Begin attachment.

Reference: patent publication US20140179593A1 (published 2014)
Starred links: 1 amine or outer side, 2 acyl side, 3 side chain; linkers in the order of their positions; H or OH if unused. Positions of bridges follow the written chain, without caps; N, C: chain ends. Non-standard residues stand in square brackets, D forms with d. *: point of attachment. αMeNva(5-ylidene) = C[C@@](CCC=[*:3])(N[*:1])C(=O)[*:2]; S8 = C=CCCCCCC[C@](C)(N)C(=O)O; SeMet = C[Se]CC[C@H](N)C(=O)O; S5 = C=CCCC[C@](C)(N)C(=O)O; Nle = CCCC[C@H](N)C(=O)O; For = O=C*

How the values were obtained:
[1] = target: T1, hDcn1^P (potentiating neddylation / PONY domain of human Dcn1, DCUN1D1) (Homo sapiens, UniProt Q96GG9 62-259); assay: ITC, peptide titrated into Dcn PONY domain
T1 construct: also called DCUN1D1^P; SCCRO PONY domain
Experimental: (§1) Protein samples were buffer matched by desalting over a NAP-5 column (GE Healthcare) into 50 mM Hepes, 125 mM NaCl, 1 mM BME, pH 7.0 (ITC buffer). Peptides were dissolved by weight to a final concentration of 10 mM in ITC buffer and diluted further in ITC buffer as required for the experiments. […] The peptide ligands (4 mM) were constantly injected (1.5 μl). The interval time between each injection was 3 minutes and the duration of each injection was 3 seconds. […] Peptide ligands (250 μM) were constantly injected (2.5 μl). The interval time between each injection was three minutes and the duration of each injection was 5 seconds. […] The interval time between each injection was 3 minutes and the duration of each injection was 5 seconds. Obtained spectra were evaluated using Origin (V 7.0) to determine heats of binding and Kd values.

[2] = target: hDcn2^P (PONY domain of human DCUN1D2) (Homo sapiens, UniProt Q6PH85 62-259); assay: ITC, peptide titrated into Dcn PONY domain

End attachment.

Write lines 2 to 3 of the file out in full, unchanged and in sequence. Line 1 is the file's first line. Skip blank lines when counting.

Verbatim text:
Starred links: 1 amine or outer side, 2 acyl side, 3 side chain; linkers in the order of their positions; H or OH if unused. Positions of bridges follow the written chain, without caps; N, C: chain ends. Non-standard residues stand in square brackets, D forms with d. *: point of attachment. αMeNva(5-ylidene) = C[C@@](CCC=[*:3])(N[*:1])C(=O)[*:2]; S8 = C=CCCCCCC[C@](C)(N)C(=O)O; SeMet = C[Se]CC[C@H](N)C(=O)O; S5 = C=CCCC[C@](C)(N)C(=O)O; Nle = CCCC[C@H](N)C(=O)O; For = O=C*

How the values were obtained: